They usually talk about the arm first.
“I think he’s one of those guys who could throw a strawberry through a battleship,” Ravens defensive coordinator Don “Wink” Martindale said.
Feel free to choose your own imaginative metaphor. The point is, Justin Herbert flings a football about as forcefully as any quarterback on earth. And he’ll be at the controls of a terrifying offense when the Los Angeles Chargers take the field at M&T Bank Stadium on Sunday afternoon.
In the time Lamar Jackson has played for the Ravens, he’s gotten a live look at most of the young quarterbacks — Patrick Mahomes, Josh Allen, Baker Mayfield, etc. — who could vie with him for supremacy at the NFL’s glamour position over the next decade. But this will be his first dance with Herbert, who was drafted in the first round last year and is already a Most Valuable Player candidate for the 4-1 Chargers.
It starts with the howitzer hanging from Herbert’s right shoulder, which made him the sixth overall pick despite uneven production at Oregon and doubts — since dispensed — about his leadership qualities. The highlights, 40- and 50-yard strikes delivered off his back foot with a simple flick of the wrist, are captivating. Just last week, he threw a long completion across his body while moving to his right.
“Incredible,” Ravens coach John Harbaugh said. “Incredible arm strength.”
But in 20 career starts, Herbert has shown there is more to him than big heaves. He gets the ball off quickly, avoids catastrophic mistakes (just 13 career interceptions compared with 44 touchdown passes) and converts in tense situations.
“The physical tools, that’s a given,” said NFL on CBS analyst and former NFL safety Adam Archuleta, who will provide color commentary on Sunday’s game. “The No. 1 thing that jumps out is he really plays with great instincts. There’s not a lot of thinking or processing going on. He’s just reacting to what he sees, and that’s where all great performers get to. To me, he’s mature well beyond his years when it comes to that. The second thing if you want to put quarterbacks in the elite category … is what I call his ‘gotta have it’ throws. When he has to make a big throw, whether it’s a key third down in the second quarter like he did last week or a fourth-down conversion or a two-point play, he makes that throw. He doesn’t flinch.”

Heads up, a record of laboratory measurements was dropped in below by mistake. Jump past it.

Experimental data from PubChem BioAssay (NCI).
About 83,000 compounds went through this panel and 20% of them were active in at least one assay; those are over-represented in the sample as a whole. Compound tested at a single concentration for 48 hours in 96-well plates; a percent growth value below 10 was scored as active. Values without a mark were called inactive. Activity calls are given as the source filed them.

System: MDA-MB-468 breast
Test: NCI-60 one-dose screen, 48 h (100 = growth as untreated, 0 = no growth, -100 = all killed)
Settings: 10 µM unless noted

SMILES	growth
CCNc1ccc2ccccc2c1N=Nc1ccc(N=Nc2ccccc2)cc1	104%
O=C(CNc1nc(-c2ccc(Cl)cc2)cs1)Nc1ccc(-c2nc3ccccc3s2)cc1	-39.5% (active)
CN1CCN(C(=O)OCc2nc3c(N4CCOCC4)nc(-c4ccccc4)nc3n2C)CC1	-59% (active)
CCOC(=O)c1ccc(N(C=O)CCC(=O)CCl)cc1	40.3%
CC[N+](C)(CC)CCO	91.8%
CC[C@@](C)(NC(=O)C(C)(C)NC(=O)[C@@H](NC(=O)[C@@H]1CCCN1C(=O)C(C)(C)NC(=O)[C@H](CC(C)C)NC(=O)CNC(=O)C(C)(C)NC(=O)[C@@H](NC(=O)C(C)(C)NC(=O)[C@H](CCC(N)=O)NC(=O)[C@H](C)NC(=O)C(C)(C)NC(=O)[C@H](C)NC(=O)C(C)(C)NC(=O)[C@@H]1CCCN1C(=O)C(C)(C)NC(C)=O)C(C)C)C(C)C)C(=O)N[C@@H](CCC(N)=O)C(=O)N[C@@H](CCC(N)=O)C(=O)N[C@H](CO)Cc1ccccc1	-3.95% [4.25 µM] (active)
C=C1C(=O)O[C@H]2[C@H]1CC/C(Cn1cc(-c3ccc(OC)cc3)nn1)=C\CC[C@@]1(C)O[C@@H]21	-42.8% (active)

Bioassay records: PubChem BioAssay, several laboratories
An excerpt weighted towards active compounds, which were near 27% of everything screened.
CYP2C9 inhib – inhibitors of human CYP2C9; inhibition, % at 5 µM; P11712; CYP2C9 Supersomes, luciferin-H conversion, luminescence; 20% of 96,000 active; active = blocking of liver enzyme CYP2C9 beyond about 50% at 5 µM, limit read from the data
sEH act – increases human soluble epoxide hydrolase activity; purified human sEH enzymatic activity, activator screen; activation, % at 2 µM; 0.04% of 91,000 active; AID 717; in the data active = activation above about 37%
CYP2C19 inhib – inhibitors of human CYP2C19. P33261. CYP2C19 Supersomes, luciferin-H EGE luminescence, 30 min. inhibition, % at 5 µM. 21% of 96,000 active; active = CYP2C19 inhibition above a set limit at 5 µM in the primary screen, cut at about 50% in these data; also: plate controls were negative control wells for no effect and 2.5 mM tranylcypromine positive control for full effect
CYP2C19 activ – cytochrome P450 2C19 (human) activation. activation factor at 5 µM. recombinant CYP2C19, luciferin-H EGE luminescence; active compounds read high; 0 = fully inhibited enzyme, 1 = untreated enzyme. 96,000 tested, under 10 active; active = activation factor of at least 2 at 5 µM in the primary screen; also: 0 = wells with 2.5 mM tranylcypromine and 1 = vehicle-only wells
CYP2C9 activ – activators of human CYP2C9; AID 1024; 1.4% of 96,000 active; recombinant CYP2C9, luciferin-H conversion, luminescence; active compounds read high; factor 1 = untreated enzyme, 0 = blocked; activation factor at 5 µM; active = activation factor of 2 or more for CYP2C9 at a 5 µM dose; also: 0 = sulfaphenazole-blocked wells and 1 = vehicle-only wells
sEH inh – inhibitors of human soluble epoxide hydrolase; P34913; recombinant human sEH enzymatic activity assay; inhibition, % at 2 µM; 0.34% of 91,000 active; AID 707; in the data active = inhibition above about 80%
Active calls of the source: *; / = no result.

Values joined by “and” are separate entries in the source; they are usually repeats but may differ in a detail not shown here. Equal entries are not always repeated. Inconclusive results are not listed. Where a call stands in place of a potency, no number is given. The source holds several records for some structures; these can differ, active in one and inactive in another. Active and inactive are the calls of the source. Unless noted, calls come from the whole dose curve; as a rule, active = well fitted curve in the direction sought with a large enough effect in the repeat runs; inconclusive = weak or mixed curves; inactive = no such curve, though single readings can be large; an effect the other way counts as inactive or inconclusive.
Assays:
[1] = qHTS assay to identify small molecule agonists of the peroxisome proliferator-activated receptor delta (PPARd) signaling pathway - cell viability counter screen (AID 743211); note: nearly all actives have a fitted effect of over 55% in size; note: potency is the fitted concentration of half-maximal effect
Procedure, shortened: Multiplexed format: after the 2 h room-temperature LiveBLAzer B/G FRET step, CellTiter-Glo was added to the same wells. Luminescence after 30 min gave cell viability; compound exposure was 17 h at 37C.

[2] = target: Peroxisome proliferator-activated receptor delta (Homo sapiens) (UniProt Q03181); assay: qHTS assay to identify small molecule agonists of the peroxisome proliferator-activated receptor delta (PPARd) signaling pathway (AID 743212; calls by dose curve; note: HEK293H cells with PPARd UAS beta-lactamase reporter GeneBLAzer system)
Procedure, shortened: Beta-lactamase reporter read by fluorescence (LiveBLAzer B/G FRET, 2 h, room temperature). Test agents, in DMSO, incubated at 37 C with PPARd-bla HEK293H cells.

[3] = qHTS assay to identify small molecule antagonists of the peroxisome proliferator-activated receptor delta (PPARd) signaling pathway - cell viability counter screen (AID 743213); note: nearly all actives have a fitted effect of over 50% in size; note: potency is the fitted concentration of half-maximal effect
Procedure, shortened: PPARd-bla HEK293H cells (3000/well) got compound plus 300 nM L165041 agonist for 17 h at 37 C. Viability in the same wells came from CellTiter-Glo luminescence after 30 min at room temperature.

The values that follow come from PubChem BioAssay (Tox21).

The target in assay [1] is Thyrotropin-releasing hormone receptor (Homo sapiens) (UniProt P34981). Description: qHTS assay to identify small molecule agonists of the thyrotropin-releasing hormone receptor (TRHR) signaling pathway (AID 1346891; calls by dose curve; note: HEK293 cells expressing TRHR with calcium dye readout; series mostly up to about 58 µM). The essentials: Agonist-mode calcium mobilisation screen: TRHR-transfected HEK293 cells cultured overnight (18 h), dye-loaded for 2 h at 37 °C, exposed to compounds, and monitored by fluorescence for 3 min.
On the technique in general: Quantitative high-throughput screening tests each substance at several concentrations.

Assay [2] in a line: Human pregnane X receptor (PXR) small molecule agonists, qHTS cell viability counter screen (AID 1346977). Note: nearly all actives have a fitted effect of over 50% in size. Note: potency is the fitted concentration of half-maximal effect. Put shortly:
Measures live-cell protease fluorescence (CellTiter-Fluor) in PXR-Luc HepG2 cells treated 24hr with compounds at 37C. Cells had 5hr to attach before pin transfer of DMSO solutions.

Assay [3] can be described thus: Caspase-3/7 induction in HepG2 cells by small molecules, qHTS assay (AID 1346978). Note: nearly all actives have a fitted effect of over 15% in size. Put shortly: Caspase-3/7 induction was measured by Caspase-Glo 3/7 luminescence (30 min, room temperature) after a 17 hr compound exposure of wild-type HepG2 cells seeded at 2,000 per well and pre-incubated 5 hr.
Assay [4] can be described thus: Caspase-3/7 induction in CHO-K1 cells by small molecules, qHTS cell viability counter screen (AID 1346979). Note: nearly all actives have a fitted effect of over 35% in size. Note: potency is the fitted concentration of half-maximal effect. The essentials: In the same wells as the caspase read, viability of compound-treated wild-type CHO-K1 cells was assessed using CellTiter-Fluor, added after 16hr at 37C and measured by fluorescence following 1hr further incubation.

When he watches Herbert on tape, he zeros in on his eyes, probing for any sign that the 23-year-old is tipping his intentions. Archuleta has not found any tells, despite the fact Herbert always seems to know where he’s going with the ball.
ESPN’s Dan Orlovsky has described Herbert as “the best money down QB in football right now,” an assessment borne out by the Chargers’ 48.5% conversion rate on third down and 87.5% conversion rate on fourth down.
“I think he makes playing quarterback look effortless,” Chargers coach Brandon Staley told radio host Dan Patrick. “The way he plays, where he’s just really, really smooth, where you don’t even realize what’s unfolding before your eyes. Like, some of the throws that he’s able to make, some of the plays he’s able to make, he really makes it look easy.”
The Chargers offense almost seems designed in a lab to prey on the Ravens’ defensive weaknesses.
The Ravens rank 29th in DVOA against running backs catching the ball out of the backfield, according to Football Outsiders. Herbert has targeted Austin Ekeler 25 times in five games, completing 23 for 194 yards and three touchdowns.
The Ravens allowed Carson Wentz to complete 15 of 18 play-action attempts for 223 yards in Monday night’s win over the Indianapolis Colts, the worst defensive performance against play-action in the NFL this year, according to Sports Info Solutions. Herbert has attempted 58 play-action passes, most in the league, according to Pro Football Reference and has thrown for 494 yards off those attempts, second to Josh Allen.